Over the past couple of years, I’ve noticed that the people who tame OCD most effectively are those who make three strategic shifts in their attitude toward not only exposure and response prevention (ERP) therapy, the evidence-based therapy for OCD, but to life itself. Read 3 Ways to Power Up Your OCD Therapy on my Psychology Today blog to learn what they do.
I’ve let fear make a fair number of decisions in my life. But no more. I put my shoulders back and do the things I want to do, acting like all the noise in my head is irrelevant. And you can, too!
Just because OCD gets lucky sometimes does NOT mean it's right, plus what we're really trying to prove with ERP therapy for OCD.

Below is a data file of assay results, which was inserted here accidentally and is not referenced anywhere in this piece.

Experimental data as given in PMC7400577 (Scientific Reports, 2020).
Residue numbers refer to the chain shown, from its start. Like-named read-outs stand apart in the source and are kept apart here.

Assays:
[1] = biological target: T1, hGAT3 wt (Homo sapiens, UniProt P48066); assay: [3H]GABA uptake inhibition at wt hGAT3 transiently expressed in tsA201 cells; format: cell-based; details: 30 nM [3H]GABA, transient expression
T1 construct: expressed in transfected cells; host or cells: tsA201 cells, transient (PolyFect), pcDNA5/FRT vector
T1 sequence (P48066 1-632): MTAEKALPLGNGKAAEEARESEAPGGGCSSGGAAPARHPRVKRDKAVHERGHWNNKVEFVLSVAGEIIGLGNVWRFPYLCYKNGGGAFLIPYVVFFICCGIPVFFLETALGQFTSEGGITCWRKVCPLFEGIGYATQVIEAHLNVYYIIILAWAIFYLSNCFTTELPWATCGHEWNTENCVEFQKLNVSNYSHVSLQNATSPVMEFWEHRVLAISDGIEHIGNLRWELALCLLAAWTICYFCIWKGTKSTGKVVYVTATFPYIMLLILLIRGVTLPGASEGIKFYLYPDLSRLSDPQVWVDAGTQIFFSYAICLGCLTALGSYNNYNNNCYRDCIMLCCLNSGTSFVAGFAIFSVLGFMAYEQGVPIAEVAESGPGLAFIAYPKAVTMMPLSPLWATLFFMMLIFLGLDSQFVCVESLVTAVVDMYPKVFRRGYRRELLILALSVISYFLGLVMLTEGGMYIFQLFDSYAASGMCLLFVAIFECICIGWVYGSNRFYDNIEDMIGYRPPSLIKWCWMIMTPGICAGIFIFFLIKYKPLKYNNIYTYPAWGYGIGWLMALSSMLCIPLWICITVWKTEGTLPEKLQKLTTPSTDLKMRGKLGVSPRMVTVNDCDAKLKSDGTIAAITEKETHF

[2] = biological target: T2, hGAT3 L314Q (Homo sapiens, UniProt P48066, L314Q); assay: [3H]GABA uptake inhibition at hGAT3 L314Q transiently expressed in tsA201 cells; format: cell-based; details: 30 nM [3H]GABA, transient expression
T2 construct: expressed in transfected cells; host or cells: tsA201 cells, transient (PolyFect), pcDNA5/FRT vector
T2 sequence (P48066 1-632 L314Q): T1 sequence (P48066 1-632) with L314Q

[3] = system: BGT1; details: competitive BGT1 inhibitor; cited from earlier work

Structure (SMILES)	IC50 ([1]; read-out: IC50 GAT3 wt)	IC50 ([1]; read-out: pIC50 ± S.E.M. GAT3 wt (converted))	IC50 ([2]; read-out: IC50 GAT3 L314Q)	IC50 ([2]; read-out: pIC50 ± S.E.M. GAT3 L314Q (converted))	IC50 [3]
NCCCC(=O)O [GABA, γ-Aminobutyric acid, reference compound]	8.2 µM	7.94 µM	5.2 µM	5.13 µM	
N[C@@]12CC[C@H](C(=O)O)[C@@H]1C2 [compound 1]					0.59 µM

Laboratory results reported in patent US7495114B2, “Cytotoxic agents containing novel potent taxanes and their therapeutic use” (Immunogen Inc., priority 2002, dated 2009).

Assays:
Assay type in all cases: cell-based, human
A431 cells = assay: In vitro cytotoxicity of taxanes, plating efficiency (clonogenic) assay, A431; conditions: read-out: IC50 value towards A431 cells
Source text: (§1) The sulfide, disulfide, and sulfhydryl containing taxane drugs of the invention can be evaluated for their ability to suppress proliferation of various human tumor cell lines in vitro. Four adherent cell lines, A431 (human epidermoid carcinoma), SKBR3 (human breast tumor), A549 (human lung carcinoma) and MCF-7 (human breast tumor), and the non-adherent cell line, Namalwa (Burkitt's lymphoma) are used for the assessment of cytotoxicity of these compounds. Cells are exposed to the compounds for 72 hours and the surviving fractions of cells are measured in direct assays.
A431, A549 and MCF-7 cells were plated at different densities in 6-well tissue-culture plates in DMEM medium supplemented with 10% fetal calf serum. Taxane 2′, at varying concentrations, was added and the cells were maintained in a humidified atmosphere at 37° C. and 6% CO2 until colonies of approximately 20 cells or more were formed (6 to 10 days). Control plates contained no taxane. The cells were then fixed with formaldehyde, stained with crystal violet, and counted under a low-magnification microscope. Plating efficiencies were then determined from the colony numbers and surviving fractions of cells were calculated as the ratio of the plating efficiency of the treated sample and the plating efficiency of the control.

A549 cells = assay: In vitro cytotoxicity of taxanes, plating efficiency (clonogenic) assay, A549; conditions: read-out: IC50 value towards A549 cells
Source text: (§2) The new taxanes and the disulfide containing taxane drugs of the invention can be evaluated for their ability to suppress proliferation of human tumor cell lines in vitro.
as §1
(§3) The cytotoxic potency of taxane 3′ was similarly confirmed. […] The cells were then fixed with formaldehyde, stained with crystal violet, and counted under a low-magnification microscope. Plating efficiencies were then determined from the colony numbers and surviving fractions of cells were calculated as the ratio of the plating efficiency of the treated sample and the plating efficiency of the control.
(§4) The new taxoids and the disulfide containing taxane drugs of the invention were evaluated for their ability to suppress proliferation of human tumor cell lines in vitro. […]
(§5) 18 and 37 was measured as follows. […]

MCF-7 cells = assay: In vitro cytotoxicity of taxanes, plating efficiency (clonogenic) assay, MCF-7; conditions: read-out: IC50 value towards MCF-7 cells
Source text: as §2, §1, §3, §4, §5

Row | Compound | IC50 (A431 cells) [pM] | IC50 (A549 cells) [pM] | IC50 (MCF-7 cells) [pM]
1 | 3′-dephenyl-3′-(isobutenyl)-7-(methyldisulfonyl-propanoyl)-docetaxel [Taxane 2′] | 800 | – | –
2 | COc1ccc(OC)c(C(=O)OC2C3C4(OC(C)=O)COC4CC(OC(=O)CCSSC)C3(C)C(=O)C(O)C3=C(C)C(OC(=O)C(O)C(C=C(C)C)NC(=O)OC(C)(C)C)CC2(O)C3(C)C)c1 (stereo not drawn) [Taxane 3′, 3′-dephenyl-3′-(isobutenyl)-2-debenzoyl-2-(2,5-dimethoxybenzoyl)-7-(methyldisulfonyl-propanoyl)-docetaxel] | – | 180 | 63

Have you ever thought about taking the same arrogant attitude with your OCD that it takes with you when you do ERP therapy? Watch this video to watch how I approached ERP with a new attitude that helped me turn my life around.
What's wrong with saying, "I'm so OCD"? The hypothesis is that when people who have untreated OCD hear other people misuse the name of their disorder, it discourages them from seeking treatment.
With practice, you can learn to transform your OCD triggers into opportunities where you can #faceyourfear and win.
Words have power, and changing "I have to" to "I want to" can be tremendously empowering.